they explained it well here too:

https://www.readingrockets.org/article/six-syllable-types

I never explain English spelling "rules" (yes, that needs to be in quotes) with things like 'silent e' or 'vowel teams'.  English is a hodgepodge of words from a whole lot of different languages, and unlike other languages with borrowed words, many of them have retained spelling - or perhaps more infuriatingly some, but not all, of the spelling - but not pronunciation - from the language it was borrowed from  Most weird spellings (or weird spelling patterns) are best explained through etymology, and yes, sound shifts over time.  There's a reason that in the Spelling Bee the contestants are always asking the origin of the words given.  It almost always gives a hint to spelling.

Edited by Matryoshka
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14 hours ago, domestic_engineer said:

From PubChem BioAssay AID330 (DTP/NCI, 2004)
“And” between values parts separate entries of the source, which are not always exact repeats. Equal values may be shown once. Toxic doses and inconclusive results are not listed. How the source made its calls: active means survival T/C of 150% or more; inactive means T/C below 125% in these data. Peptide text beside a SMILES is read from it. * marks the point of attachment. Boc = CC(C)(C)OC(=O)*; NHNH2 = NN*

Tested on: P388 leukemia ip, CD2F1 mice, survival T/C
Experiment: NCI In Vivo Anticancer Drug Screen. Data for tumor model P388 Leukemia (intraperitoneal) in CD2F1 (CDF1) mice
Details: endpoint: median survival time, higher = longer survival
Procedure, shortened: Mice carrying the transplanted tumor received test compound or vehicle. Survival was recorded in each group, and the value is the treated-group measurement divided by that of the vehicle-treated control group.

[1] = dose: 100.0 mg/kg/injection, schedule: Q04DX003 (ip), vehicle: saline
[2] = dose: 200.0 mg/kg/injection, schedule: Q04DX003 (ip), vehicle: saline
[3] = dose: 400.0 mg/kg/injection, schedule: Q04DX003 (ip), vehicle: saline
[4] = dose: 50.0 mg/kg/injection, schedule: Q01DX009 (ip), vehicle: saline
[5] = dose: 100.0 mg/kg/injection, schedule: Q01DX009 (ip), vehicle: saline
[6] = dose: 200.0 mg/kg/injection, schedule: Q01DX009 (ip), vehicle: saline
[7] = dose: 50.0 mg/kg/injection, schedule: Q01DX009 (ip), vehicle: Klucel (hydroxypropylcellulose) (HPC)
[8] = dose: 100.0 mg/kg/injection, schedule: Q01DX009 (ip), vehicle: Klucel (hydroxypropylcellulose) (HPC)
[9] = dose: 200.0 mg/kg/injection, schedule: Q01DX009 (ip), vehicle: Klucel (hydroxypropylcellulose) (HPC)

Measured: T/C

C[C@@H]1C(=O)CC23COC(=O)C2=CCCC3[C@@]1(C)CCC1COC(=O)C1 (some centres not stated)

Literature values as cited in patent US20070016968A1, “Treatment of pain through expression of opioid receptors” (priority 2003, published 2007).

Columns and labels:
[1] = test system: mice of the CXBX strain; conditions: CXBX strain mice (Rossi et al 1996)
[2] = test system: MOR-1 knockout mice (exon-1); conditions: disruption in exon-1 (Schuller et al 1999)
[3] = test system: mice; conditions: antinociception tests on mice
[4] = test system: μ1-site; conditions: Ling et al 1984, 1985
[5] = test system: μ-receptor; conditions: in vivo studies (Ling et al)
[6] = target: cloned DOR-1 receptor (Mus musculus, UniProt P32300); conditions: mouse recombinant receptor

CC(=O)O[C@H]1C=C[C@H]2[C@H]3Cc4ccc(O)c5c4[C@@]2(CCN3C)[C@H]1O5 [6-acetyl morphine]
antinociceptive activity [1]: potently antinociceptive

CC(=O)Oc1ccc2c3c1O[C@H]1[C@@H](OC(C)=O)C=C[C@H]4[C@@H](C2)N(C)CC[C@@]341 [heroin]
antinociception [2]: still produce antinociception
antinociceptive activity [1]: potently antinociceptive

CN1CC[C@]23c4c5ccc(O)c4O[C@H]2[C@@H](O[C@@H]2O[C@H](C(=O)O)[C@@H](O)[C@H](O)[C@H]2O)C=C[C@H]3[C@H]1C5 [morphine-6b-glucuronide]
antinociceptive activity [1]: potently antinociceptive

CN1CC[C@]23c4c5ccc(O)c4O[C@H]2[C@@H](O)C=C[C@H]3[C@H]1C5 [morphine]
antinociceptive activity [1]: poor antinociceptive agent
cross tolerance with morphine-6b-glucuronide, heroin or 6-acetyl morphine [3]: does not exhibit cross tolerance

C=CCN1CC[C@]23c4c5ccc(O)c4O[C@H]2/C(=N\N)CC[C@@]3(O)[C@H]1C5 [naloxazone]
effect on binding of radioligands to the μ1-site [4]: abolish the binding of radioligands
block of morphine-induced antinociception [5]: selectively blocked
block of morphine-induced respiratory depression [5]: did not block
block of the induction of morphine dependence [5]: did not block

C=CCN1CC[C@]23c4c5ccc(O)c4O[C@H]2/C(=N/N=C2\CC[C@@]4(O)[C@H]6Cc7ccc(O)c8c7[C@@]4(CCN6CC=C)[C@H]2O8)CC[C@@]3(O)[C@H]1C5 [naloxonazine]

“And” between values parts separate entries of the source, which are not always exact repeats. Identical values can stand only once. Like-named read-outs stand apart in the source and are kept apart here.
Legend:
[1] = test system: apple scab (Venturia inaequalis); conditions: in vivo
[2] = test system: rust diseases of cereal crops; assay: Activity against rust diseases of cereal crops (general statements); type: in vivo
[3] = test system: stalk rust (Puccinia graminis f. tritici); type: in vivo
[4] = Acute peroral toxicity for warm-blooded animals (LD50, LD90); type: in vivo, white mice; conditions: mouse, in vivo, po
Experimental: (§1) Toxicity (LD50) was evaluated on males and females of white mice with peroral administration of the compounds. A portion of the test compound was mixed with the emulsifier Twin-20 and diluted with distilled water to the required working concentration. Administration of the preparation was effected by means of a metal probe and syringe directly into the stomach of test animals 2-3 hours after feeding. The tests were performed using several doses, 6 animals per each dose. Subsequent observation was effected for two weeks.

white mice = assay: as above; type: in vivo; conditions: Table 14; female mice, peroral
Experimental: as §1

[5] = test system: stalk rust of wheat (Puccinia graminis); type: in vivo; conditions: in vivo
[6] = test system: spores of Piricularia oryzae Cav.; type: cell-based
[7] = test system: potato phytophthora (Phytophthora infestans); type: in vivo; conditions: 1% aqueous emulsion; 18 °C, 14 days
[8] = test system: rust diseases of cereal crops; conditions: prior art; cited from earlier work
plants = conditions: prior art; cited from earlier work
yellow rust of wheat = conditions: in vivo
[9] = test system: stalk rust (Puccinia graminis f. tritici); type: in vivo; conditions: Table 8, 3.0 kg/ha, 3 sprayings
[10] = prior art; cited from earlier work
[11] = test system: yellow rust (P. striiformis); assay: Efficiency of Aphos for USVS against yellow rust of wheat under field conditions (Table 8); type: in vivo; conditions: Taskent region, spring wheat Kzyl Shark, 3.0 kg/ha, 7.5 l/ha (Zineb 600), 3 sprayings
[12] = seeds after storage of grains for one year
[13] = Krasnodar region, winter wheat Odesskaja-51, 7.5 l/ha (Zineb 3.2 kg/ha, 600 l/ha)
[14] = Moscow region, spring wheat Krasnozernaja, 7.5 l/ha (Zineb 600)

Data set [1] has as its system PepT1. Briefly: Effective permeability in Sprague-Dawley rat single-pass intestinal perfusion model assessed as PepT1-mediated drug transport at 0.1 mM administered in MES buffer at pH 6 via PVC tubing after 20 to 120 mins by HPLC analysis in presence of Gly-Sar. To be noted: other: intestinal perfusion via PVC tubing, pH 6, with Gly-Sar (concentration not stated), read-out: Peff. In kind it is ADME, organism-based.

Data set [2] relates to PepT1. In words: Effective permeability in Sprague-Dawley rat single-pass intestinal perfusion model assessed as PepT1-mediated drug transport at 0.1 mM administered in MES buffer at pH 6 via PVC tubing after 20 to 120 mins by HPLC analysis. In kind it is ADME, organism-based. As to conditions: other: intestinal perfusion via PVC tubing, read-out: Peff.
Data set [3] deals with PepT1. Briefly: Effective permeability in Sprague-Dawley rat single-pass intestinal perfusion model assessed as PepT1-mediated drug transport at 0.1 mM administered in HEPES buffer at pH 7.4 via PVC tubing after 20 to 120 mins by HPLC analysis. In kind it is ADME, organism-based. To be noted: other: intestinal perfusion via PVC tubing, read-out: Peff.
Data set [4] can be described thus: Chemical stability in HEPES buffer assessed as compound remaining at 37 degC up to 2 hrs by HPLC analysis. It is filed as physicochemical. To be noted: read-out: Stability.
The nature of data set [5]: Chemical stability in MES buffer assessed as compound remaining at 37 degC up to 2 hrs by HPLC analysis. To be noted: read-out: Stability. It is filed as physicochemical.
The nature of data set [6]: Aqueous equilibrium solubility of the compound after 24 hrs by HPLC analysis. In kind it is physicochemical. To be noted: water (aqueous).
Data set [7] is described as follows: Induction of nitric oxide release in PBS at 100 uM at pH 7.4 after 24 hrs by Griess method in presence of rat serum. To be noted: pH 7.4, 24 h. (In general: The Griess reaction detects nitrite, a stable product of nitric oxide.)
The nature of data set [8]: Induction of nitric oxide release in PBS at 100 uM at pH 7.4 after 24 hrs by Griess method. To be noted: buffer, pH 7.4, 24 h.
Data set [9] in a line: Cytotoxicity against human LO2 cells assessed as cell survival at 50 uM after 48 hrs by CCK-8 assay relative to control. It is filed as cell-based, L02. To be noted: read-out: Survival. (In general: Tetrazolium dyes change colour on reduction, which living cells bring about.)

Ha!  I found the answer finally on pg. 133-134 of  Bishop’s The ABCs and All Their Tricks ... 

 

 In other words:   We didn't like the possible solution, thus there’s no good reason.  😂

Same book, p. 67 2. b. -ange is listed along with -aste as making the long A sound.

Which isn't really a reason, more of a rule, probably because of the hassle you linked in the "g" pages.

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30 minutes ago, Violet Crown said:

It's called the Great Vowel Shift.

Thank you! This is so interesting.

The theories about WHY this happened are fascinating too -- 

"An opposing theory states that the wars with France and general anti-French sentiments caused hypercorrection deliberately to make English sound less like French.